You will have noticed it: that makes four classes against five in Vermintide. A bit of a shame even if the more marked specializations of the Darktide archetypes will help to pass the pill. But that doesn’t mean our avatars are soulless shells, with each agent creation starting with a series of questions. Who are you ? What did you do that stood out? Where are you from ? So many questions to be answered for… nothing. Come on, there are those purple eyes reserved in the character editor for Cadians, but everything else seems totally untapped, with, for example, avatars that will exchange rather generic dialogues during their missions. Weird, weird. There remains, however, the character editor, which is quite complete and allows you to create your own convict. Choice of size, skin color, hairstyle, (many) tattoos… There’s enough to spend a little while there, before you jump into the deep end and go fight.

Inspired by Vermintide 2’s Chaos Waste mode, Darktide’s missions come with a few random modifiers, like this knife-cutting fog.

From the gameplay point of view, the regulars will be in their little slippers, the recipe for this “Left 4 Dead with loot” being taken up, so to speak, identically. In reality, the game mostly offers a change of pace with more gun-focused combat and, good news: Fatshark delivered. No need to dwell on it, but know all the same that the guns are very satisfying to handle and all offer their dose of punch, from the laser rifle ideal for sticking heads in the distance, to the big bolter which becomes enjoyable when necessary to clear a horde.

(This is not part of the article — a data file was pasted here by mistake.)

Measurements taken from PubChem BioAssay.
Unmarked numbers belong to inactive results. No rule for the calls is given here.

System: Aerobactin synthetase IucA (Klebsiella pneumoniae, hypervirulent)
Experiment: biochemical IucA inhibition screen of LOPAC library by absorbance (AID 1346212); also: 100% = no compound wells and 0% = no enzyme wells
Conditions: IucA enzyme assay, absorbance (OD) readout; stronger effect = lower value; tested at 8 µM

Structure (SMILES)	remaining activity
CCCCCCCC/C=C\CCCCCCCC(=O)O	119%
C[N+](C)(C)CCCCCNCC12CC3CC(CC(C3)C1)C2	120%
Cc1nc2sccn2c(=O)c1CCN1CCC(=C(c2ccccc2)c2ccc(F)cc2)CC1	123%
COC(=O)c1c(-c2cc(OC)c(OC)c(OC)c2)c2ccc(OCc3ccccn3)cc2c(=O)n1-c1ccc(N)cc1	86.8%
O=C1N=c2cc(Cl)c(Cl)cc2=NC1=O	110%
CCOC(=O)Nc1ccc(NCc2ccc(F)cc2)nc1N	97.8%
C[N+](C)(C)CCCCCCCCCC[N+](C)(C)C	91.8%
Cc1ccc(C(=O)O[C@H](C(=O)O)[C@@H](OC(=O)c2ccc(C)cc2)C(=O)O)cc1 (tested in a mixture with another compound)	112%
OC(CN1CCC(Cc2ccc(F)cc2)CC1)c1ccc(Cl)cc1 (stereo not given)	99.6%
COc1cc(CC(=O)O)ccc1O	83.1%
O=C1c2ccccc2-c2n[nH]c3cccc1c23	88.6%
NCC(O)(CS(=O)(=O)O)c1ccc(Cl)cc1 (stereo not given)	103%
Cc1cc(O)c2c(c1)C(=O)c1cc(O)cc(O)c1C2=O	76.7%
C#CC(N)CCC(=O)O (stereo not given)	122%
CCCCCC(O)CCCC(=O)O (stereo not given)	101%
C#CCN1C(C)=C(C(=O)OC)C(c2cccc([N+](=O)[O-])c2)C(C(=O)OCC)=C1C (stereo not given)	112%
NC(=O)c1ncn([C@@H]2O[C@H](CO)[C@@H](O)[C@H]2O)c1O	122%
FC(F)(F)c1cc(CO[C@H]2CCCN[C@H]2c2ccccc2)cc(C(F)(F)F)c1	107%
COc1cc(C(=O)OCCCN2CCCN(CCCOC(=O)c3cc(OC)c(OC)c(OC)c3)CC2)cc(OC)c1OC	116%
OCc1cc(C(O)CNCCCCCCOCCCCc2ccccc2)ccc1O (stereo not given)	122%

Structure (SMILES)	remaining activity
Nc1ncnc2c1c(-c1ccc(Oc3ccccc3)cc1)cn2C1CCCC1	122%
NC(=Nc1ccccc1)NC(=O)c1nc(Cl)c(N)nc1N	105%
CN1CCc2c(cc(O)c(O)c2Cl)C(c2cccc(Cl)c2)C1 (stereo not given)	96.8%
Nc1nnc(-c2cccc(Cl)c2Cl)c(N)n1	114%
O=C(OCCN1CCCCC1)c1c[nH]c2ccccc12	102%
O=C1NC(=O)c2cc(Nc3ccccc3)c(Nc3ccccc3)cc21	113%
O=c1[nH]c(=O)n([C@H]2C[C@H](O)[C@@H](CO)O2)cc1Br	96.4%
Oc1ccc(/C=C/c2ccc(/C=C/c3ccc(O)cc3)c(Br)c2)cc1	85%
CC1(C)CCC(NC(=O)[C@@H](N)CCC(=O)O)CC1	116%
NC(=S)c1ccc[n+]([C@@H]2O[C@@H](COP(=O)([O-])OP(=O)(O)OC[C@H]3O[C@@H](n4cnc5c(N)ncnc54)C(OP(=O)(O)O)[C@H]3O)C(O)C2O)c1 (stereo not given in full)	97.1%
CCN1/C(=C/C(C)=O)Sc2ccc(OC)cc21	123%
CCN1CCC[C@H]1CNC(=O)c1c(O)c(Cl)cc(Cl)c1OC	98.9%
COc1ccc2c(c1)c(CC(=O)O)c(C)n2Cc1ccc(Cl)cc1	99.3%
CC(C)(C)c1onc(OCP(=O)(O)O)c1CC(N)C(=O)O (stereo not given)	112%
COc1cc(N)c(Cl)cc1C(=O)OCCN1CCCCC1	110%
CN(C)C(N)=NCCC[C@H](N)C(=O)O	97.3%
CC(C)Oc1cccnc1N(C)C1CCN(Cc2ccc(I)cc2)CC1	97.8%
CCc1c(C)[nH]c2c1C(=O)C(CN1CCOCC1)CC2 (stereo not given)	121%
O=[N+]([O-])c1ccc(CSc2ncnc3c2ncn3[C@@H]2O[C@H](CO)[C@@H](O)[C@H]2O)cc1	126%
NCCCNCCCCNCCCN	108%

A point which however did not prevent the developers from improving the melee, with attacks which also offer much more sensations than those of Vermintide, whose donuts sometimes give the impression of hitting in the void. Here, every blow, whether delivered with a knife or a huge hammer, is accompanied by a feeling of startling heaviness and impact.

In Vermintide 2, a shop allows you to buy cosmetics by spending money or Schillings, a currency obtained during our games. Not enough to break three legs at an Aven: those who want to support the studio or have fun will go to the cash register for premium cosmetics, while the others will spend the in-game currency.
This recipe, Fatshark has just abandoned it in favor of a much more classic store and even too close to free-to-play, with its monkey money to buy with real euros. You know, that same currency sold in packs so you always have a little savings left over, but not enough to buy anything else.
Let’s be clear: it’s a disappointment, both for having a cash shop in a rather empty game, and for the feeling of having to pay to look like something, the cosmetics obtained while playing are not incredible.